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Misuse of Antianxiety Medications and Sedatives

By

Gerald F. O’Malley

, DO, Grand Strand Regional Medical Center;


Rika O’Malley

, MD, Grand Strand Medical Center

Full review/revision Dec 2022
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Antianxiety and sedative medications are prescription drugs used to relieve anxiety and/or help with sleep, but their use can result in dependency and a substance use disorder.

  • Using prescription drugs to relieve anxiety or help with sleeping can cause dependence.

  • An overdose can cause drowsiness, confusion, and slowed respiration.

  • Stopping an antianxiety or sedative medication after using it for a long time causes anxiety, irritability, and sleep problems.

  • If people become dependent on an antianxiety or sedative medication, they are gradually weaned off the medication by reducing the dose.

Prescription drugs used to treat anxiety (antianxiety medications) or induce sleep (sedatives, or sleep aids Prescription sleep aids The most commonly reported sleep-related problems are insomnia and excessive daytime sleepiness. Insomnia is difficulty falling asleep or staying asleep, waking up early, or a disturbance in... read more ) can cause dependence. These medications include benzodiazepines (such as diazepam and lorazepam), barbiturates, zolpidem, eszopiclone, and others. Each works in a different way, and each has a different potential for dependency and tolerance Tolerance Tolerance is a person's diminished response to a drug, which occurs when the drug is used repeatedly and the body adapts to the continued presence of the drug. Resistance refers to the ability... read more . People who develop symptoms when they stop taking a substance are considered to be dependent on it. People who continue to use a substance even though they have problems caused by its use are considered to have a substance use disorder Substance Use Disorders Substance use disorders generally involve behavior patterns in which people continue to use a substance (for example, a recreational drug) despite having problems caused by its use. The substances... read more .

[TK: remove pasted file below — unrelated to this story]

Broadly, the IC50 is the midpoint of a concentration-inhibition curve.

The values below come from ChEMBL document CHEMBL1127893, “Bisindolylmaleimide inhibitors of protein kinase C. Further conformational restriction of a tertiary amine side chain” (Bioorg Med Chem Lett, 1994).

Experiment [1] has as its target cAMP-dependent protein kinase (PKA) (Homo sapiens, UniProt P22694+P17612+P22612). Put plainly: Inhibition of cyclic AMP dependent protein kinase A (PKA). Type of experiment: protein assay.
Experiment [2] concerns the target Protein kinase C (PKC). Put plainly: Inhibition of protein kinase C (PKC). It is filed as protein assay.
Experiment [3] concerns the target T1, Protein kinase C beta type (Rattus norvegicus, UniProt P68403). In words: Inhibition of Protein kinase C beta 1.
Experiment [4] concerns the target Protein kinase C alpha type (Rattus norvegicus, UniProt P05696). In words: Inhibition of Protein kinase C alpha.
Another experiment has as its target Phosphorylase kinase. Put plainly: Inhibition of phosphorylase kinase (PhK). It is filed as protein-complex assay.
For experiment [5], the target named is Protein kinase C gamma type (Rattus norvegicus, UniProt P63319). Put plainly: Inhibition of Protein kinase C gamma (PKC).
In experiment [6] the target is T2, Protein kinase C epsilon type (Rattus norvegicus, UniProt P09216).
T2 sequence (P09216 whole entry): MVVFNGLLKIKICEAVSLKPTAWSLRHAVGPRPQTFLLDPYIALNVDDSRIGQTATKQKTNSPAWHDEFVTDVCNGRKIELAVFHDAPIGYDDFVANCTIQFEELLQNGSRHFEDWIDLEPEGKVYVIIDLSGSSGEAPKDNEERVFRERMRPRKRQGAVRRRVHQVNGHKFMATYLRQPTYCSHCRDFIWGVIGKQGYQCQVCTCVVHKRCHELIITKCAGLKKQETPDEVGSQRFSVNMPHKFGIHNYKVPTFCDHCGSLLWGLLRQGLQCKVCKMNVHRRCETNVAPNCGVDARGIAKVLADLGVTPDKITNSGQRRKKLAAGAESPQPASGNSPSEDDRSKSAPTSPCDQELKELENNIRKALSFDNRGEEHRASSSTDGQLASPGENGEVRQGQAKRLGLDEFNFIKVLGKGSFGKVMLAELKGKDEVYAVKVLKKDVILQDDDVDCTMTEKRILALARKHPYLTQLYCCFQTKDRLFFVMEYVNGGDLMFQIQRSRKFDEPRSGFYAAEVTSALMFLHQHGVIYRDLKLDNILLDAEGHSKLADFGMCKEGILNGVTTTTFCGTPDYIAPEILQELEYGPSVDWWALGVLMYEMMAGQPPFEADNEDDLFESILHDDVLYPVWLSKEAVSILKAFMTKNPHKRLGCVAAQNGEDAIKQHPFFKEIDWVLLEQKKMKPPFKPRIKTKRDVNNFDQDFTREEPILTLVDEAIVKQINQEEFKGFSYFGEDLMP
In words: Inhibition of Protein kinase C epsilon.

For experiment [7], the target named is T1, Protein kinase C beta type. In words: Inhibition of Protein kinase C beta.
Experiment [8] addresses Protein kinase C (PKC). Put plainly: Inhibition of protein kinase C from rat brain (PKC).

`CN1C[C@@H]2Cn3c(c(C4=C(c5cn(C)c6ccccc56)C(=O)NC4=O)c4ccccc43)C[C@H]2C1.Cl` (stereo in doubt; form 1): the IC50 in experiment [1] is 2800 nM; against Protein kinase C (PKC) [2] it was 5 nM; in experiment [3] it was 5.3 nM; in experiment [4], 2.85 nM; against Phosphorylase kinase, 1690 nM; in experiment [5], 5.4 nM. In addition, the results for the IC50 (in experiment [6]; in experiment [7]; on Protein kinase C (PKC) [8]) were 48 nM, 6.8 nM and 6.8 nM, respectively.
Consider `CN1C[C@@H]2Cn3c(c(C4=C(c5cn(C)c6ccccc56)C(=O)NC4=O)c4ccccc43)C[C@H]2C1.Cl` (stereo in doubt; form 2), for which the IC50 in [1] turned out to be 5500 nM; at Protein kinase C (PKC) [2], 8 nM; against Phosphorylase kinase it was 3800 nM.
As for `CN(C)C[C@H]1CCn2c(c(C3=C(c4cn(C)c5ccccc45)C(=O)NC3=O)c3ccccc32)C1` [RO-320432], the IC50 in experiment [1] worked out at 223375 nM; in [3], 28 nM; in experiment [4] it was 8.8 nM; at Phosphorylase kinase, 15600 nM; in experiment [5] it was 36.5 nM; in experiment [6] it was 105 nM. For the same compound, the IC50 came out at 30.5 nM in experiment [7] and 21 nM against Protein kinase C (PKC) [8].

Most people dependent on antianxiety medications and sedatives started out taking them for a medical reason. Dependency can develop within as little as 2 weeks of continual use.

Symptoms and Signs of Sedative Toxicity

Antianxiety medications and sedatives causes both immediate and long-term symptoms.

Immediate effects

Antianxiety medications and sedatives decrease alertness and can result in

  • Slurred speech

  • Poor coordination

  • Confusion

In older people, symptoms may be more severe and may include dizziness, disorientation, delirium, and loss of balance. Falls may occur, resulting in broken bones, especially hip fractures.

Overdose

Higher doses cause more severe symptoms, including

Long-term effects

Some people experience memory loss, faulty judgment, a shortened attention span, and frightening shifts in their emotions. People may speak slowly and have difficulty thinking and understanding others. People may have involuntary eye movements (nystagmus).

Withdrawal symptoms

The extent of withdrawal symptoms varies from drug to drug and depends on the dose. Symptoms may begin within 12 to 24 hours.

People who have used sedatives such as benzodiazepines for more than a few days often feel that they cannot sleep without them. When they stop the medications, they may have mild withdrawal symptoms such as

  • Anxiety and nervousness at bedtime

  • Poor sleep

  • Disturbing dreams

  • Irritability when they awaken

More serious symptoms of benzodiazepine withdrawal may include rapid heart rate, rapid breathing, confusion, and sometimes seizures.

Serious withdrawal reactions can occur with barbiturates. If high doses have been taken, abrupt withdrawal can produce a severe and potentially life-threatening reaction, much like alcohol withdrawal Withdrawal symptoms Alcohol (ethanol) is a depressant (it slows down brain and nervous system functioning). Consuming large amounts rapidly or regularly can cause health problems, including organ damage, coma,... read more . Other effects include dehydration, delirium, insomnia, confusion, and frightening visual and auditory hallucinations (seeing and hearing things that are not there). People are usually hospitalized during the withdrawal process because a severe reaction is possible.